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# Optimal individual strategies for influenza vaccines with imperfect efficacy and durability of protection

• * Corresponding author: Gabriel Turinici
• We analyze a model of agent based vaccination campaign against influenza with imperfect vaccine efficacy and durability of protection. We prove the existence of a Nash equilibrium by Kakutani's fixed point theorem in the context of non-persistent immunity. Subsequently, we propose and test a novel numerical method to find the equilibrium. Various issues of the model are then discussed, such as the dependence of the optimal policy with respect to the imperfections of the vaccine, as well as the best vaccination timing. The numerical results show that, under specific circumstances, some counter-intuitive behaviors are optimal, such as, for example, an increase of the fraction of vaccinated individuals when the efficacy of the vaccine is decreasing up to a threshold. The possibility of finding optimal strategies at the individual level can help public health decision makers in designing efficient vaccination campaigns and policies.

Mathematics Subject Classification: Primary: 92D30; Secondary: 92C42, 60J20, 91A13.

 Citation:

• Figure 1.  Two possible forms for the function $A$.

Figure 2.  Individual model.

Figure 5.  Results for Subsection 4.3.1. Top: the optimal converged strategy $\xi^{MFG}$ at times $\{t_0,...,t_{N-1} \}$. The weight of the non-vaccinating pure strategy (i.e., corresponding to time $t = \infty$) is $68\%$. Bottom: the corresponding cost $\mathcal{C}_{\xi^{MFG}}$. The red line corresponds to the cost of the non-vaccinating pure strategy $(\mathcal{C}_{\xi^{MFG}})_{N+1}$.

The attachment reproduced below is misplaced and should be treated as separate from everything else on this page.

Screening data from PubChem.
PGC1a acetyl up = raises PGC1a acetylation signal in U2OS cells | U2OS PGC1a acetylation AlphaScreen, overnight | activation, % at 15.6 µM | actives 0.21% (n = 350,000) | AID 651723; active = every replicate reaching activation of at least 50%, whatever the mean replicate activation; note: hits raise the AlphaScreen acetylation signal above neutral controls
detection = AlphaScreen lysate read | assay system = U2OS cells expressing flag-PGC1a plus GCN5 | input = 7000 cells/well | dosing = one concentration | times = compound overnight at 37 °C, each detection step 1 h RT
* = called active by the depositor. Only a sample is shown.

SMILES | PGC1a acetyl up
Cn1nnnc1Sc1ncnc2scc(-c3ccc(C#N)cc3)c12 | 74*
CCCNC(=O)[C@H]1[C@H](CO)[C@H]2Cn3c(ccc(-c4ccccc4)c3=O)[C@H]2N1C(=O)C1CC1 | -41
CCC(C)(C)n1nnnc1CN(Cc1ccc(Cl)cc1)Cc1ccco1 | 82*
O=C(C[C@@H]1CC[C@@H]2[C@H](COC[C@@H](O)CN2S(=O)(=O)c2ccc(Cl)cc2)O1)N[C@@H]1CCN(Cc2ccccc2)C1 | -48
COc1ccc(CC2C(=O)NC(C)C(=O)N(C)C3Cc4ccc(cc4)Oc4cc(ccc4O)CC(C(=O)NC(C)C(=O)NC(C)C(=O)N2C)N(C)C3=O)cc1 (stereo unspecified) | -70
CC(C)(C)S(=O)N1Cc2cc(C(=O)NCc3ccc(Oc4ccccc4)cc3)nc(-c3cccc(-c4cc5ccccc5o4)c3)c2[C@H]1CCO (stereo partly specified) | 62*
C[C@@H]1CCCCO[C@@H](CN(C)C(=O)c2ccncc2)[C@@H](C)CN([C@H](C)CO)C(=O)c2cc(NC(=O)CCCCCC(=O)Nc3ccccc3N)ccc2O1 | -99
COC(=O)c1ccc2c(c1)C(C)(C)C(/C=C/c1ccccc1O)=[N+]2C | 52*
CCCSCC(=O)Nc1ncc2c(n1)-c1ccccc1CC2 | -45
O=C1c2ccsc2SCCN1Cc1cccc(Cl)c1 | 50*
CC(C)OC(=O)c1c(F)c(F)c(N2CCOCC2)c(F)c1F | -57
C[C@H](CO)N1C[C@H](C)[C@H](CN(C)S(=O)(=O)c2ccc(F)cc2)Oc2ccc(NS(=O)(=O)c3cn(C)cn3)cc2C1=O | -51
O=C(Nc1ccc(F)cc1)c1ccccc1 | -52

Figure 3.  The optimal converged strategy $\xi^{MFG}$ at times $\{t_0,...,t_{N-1} \}$ for subsection 4.2, case $\mathcal{M}_1$. The weight of the non-vaccinating pure strategy (i.e., corresponding to time $t = \infty$) is $88\%$; this means that $12\%$ of the population vaccinates.

Figure 4.  The optimal converged strategy $\xi^{MFG}$ at times $\{t_0,...,t_{N-1} \}$ for subsection 4.2, case $\mathcal{M}_2$. Here $15\%$ of the population vaccinates.

Figure 6.  Results of Subsection 4.3.1. Top: the evolution of the susceptible class $S_n$; bottom: the (total) infected class $I_n$.

Figure 7.  The decrease of the incentive to change strategy $E(\xi_k)$. Note that $E(\xi_k)$ does not decrease monotonically. In fact, there is no reason to expect such a behavior, since we are not minimizing $E(\cdot)$ in a monotonic fashion.

Figure 8.  Results of Subsection 4.3.2. Top: the optimal converged strategy $\xi^{MFG}$. The weight of the non-vaccinating pure strategy (i.e., corresponding to time $t = \infty$) is $91\%$. Bottom: the corresponding cost $\mathcal{C}_{\xi^{MFG}}$. The thin horizontal line corresponds to the cost of the non-vaccinating pure strategy $(\mathcal{C}_{\xi^{MFG}})_{N+1}$.

Table 1.  Results for the Subsection 4.4. Individual vaccination policy with respect to the failed vaccination rate of the vaccine.

 Failed vaccination rate $f$ Vaccination rate $1-\xi_\infty$ $0.00$ $5.04 \%$ $0.25$ $5.94 \%$ $0.50$ $7.02 \%$ $0.55$ $7.20\%$ $0.60$ $7.29\%$ $0.65$ $7.23 \%$ $0.75$ $5.74 \%$ $0.80$ $2.93 \%$ $0.85$ $0.00 \%$

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